The growth and impact of gene editing technologies in the past few years have demonstrated a high potential to correct for genetic aberrations causative of disease, with some trials even actively reversing disease state. Regrettably, this is not true for all trials using gene editing or gene edited products, with some reporting unintended consequences, like insertional mutagenesis. Due in part to these unintended consequences, regulatory agencies are starting to draft guidance around development of cell and gene therapy products. In this analysis of previously published data, we focused on identifying the on- and off-target gene editing events in individual cells that occurred following CRIPSR/Cas9 gene editing.
To characterize on-target and quantify off-target gene editing with CRISPR/Cas9, we leveraged primary template-directed amplification (PTA), commercially available in ResolveDNA®, to perform single-cell whole genome sequencing on two cell types that had undergone gene editing with two different guide RNAs. Analysis was performed using BaseJumperTM bioinformatics platform. Through this application, we demonstrate a workflow for detecting single nucleotide variants, changes in copy number, and structural variants that highlight heterogeneity across these gene-edited cells. Multiple controls were employed for data interpretation, including bulk cell cultures, absence of guide RNAs, and untreated cells. We show noticeable intercellular editing variability, even within well-performing guided edits. PTA's very low allele dropout rate enhances our understanding of gene editing variability by providing zygosity within the cell. In an effort to understand unintended consequences of gene editing, we characterized a wide array of heterogeneous off-target events, many of which were not captured by prediction algorithms. Most notable of these are copy number and structural variant off-target effects that would not be seen through standard bulk screening. Taken together, these observations suggest single-cell whole genome sequencing is an appropriate method to characterize genomic consequences of CRISPR/Cas9 gene editing.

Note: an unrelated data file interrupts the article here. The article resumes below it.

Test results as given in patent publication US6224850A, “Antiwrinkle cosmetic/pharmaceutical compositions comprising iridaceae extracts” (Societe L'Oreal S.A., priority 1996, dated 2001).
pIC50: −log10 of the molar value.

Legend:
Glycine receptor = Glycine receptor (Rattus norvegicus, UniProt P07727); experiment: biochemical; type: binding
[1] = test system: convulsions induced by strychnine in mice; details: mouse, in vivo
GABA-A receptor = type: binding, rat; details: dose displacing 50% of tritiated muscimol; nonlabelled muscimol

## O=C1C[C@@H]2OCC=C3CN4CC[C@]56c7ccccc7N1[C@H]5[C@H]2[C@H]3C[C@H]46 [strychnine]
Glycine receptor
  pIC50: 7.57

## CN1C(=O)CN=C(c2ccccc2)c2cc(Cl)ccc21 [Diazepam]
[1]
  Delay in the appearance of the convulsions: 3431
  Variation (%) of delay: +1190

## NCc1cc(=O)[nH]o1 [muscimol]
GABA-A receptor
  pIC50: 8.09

Dr. Victor Weigman, PhD
Sr. Director of Computational Biology, BioSkryb Genomics
Dr. Victor Weigman currently leads BioSkryb Genomics’ Computational Biology organization, focused on driving and automating biological insights from the multiomic lens of a single cell. He brings more than 18 years of biomarker discovery and translational research within genomics. He has published papers on biomarker identification and assay development and has contributed to the development and launch of several genomic lab developed tests and companion diagnostics. He currently serves on the NIST Genome Editing Consortium and as an advisor to the Carolina Health Informatics Program at UNC-Chapel Hill. In addition, he has facilitated research within the MAQC Society and served with the Friends of Cancer Research’s TMB Working Group to better define complex biomarker use in clinical testing and treatment-based decisions.